"Automatic revalidation of visa" benefit: Under certain circumstances, you may reenter the U.S. with an expired visa as though the visa were still valid. An expired F-1 visa may be considered to be automatically extended to the date of application for readmission to the U.S. (and therefore the visa in the passport need not have an expiration date that is in the future), provided you do the following:

Apply for readmission to U.S. after an absence not exceeding 30 days in contiguous territory (Canada or Mexico) or adjacent islands (Saint Pierre, Miquelon, the Dominican Republic, Haiti, Bermuda, the Bahamas, Barbados, Jamaica, the Windward and Leeward Islands, Trinidad, Martinique, and other British, French, and Netherlands territories or possessions in or bordering on the Caribbean Sea other than Cuba);

Maintain lawful F-1 status and intend to continue doing so;

Present a valid passport containing Form I-94 which authorizes a stay beyond the date of entry (e.g., D/S);

Present a properly endorsed Form I-20.

Under these circumstances, you may be saved the necessity of applying for a new F-1 visa even if your visa has expired. A student whose visa has been canceled or voided is not eligible for automatic revalidation of visa benefit. Citizens of “state sponsors of terrorism” cannot take advantage of the automatic revalidation benefit. Any non-immigrant who chooses to apply for a new visa while in contiguous territory is not eligible for the automatic revalidation benefit during the course of that trip, but has to wait until the visa is granted in order to enter the U.S.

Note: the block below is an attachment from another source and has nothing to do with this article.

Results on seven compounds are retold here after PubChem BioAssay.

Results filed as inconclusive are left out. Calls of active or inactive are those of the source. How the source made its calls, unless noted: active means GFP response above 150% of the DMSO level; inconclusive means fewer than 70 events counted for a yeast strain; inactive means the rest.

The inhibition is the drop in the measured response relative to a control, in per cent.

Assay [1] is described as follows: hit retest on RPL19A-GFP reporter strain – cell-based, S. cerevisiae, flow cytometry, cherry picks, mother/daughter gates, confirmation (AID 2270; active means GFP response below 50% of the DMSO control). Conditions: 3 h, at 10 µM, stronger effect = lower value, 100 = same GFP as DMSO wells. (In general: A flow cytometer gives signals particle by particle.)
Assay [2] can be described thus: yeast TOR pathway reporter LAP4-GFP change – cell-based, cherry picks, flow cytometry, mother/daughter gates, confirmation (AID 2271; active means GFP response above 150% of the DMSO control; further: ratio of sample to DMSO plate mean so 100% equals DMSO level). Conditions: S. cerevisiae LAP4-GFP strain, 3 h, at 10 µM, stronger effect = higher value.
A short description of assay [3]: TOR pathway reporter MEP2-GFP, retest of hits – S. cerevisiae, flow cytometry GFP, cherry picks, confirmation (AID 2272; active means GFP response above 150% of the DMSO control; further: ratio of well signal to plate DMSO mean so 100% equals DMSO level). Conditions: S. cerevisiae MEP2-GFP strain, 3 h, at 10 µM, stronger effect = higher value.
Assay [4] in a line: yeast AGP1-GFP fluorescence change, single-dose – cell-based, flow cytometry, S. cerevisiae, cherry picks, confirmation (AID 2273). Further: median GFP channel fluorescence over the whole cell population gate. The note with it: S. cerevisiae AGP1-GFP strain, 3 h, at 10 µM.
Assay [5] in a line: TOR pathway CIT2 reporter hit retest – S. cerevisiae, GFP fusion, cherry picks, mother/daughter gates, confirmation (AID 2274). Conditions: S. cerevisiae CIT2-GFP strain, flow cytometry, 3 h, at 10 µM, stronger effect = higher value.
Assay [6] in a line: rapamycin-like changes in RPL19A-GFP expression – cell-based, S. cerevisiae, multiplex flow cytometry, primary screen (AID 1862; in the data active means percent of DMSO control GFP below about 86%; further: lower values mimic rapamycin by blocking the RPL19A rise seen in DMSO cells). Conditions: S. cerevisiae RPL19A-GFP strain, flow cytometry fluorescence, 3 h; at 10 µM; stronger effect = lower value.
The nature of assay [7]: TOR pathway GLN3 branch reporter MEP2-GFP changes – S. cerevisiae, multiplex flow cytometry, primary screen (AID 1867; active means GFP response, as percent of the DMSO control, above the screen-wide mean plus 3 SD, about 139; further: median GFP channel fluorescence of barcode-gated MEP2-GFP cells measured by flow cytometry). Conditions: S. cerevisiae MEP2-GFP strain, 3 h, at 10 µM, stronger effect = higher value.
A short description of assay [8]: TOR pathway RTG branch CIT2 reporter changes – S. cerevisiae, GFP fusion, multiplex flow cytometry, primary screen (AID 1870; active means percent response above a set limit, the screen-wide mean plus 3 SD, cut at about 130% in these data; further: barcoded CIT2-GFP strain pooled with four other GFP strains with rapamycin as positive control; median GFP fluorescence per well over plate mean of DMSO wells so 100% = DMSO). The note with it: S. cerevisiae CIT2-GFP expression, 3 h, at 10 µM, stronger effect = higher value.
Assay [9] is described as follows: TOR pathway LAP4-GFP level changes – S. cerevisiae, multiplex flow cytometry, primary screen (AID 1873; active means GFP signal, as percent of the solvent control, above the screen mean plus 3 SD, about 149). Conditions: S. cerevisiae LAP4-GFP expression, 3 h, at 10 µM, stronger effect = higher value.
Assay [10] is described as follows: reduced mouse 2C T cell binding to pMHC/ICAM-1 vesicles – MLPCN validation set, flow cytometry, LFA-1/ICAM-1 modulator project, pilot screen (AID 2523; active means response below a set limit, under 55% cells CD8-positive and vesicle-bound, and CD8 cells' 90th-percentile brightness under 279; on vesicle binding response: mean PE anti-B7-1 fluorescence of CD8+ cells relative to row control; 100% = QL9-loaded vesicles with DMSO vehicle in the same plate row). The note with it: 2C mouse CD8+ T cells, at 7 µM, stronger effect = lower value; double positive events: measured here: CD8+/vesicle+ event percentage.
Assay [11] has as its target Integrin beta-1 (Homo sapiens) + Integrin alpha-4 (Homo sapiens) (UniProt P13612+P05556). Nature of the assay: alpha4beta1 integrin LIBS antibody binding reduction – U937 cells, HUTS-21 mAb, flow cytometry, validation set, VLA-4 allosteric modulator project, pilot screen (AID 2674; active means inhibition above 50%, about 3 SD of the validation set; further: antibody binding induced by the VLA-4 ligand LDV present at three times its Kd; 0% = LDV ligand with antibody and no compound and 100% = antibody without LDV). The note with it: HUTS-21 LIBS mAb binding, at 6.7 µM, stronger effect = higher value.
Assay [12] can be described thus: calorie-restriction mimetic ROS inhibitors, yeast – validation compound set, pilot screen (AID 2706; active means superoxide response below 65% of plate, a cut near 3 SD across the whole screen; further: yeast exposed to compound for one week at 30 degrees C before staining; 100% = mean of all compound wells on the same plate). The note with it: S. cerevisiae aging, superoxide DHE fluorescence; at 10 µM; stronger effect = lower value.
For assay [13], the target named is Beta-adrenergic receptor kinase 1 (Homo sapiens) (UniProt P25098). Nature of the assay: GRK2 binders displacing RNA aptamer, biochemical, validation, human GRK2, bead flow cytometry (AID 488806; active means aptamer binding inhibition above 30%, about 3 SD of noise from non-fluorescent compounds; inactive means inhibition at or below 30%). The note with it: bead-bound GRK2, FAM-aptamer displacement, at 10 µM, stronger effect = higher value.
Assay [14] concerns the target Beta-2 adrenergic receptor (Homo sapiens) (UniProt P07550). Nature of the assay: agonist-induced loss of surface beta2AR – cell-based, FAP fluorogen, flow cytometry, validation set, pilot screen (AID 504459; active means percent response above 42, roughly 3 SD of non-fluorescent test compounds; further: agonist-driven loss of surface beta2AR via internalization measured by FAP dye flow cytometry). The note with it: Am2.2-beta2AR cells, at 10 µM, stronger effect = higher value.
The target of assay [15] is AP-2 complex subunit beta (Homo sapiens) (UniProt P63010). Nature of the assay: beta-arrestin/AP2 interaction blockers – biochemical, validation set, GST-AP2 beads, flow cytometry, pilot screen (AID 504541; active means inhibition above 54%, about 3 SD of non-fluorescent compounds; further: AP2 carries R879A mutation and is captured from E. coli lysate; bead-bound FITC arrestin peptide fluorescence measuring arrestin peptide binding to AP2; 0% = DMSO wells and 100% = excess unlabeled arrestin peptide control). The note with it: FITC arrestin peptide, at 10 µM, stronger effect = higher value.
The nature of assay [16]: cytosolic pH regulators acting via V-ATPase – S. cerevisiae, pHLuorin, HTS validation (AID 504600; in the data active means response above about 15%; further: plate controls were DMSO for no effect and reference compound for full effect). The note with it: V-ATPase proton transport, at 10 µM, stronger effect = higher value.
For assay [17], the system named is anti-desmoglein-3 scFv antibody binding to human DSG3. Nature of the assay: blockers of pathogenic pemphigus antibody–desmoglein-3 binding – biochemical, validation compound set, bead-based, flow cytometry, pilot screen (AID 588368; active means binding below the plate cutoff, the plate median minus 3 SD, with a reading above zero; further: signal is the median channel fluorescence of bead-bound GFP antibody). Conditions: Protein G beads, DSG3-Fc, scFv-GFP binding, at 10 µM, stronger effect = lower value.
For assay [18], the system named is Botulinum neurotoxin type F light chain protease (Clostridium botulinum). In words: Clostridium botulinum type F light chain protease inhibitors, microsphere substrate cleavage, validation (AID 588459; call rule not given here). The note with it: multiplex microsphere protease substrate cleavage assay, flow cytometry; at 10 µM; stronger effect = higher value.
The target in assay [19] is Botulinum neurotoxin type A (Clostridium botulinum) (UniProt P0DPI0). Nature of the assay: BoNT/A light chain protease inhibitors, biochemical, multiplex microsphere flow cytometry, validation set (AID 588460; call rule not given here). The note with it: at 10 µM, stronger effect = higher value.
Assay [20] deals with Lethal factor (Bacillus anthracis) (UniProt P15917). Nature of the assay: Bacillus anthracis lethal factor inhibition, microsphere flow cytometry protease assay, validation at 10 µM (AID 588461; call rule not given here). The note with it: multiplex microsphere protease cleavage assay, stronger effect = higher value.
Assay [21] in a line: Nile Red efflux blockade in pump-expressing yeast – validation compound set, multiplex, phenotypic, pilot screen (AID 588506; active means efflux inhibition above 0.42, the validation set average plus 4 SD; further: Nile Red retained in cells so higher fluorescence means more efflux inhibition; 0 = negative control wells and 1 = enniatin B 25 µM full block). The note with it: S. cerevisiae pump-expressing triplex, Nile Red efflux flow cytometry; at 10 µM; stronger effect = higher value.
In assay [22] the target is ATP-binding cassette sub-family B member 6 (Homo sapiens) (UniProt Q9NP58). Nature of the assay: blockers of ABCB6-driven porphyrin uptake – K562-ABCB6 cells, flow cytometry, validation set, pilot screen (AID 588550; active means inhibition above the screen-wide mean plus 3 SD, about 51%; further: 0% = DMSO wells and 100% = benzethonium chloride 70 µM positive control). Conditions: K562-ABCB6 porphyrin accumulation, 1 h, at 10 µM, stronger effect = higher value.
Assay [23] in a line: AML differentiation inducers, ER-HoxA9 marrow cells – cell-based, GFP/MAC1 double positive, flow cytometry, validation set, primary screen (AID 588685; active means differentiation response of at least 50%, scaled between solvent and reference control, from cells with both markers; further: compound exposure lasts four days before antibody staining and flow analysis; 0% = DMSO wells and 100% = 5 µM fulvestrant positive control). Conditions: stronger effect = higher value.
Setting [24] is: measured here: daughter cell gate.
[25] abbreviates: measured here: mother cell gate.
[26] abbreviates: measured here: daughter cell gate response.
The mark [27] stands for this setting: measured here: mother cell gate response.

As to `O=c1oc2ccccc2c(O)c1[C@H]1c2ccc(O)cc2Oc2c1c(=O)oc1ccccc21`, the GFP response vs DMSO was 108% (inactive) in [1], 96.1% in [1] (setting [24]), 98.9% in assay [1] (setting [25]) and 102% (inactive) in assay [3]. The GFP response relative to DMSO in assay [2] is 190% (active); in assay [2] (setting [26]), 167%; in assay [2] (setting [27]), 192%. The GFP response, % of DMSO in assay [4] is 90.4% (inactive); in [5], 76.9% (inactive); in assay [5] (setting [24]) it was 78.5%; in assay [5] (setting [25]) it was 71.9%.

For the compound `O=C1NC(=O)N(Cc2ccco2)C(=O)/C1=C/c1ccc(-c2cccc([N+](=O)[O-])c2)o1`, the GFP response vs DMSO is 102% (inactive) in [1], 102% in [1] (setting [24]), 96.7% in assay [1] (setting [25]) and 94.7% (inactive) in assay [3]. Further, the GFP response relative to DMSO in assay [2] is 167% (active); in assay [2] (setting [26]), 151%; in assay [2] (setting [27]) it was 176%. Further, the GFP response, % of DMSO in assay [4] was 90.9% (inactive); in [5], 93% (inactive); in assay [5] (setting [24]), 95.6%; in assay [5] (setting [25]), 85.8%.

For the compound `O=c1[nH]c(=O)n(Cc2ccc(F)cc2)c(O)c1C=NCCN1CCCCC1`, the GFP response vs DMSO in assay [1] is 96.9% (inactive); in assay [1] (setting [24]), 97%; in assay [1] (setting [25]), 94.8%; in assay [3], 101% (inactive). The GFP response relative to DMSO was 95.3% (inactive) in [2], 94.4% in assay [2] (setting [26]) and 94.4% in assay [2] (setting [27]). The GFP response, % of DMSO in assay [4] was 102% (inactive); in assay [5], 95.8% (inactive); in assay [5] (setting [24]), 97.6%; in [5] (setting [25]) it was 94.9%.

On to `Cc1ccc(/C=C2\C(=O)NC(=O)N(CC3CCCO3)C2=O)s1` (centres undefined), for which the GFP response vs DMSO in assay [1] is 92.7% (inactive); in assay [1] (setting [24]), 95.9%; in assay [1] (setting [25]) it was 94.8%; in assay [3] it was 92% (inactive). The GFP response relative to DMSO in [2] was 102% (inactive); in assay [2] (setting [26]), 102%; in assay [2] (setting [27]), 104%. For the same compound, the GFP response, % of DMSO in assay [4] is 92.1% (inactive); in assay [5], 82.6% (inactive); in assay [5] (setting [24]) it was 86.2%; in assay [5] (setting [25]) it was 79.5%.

Transfers: If you have lawfully transferred schools while in the U.S., the visa will specify the school for which it was initially issued. In this instance you may reenter with an unexpired F-1 visa and Form I-20 from the new school without having the new school's name reflected on the visa.

Status Violation and Travel: If you have violated your F-1 immigration status prior to traveling abroad and wish to seek reentry to the U.S. with a new Form I-20 to resume your F-1 status, you must pay the SEVIS fee and apply for a new visa prior to being able to seek reentry to the U.S. with proper documentation. Read the ISSS handout titled “F-1 SEVIS Fee Payment Options” for information on procedures regarding payment of SEVIS fee.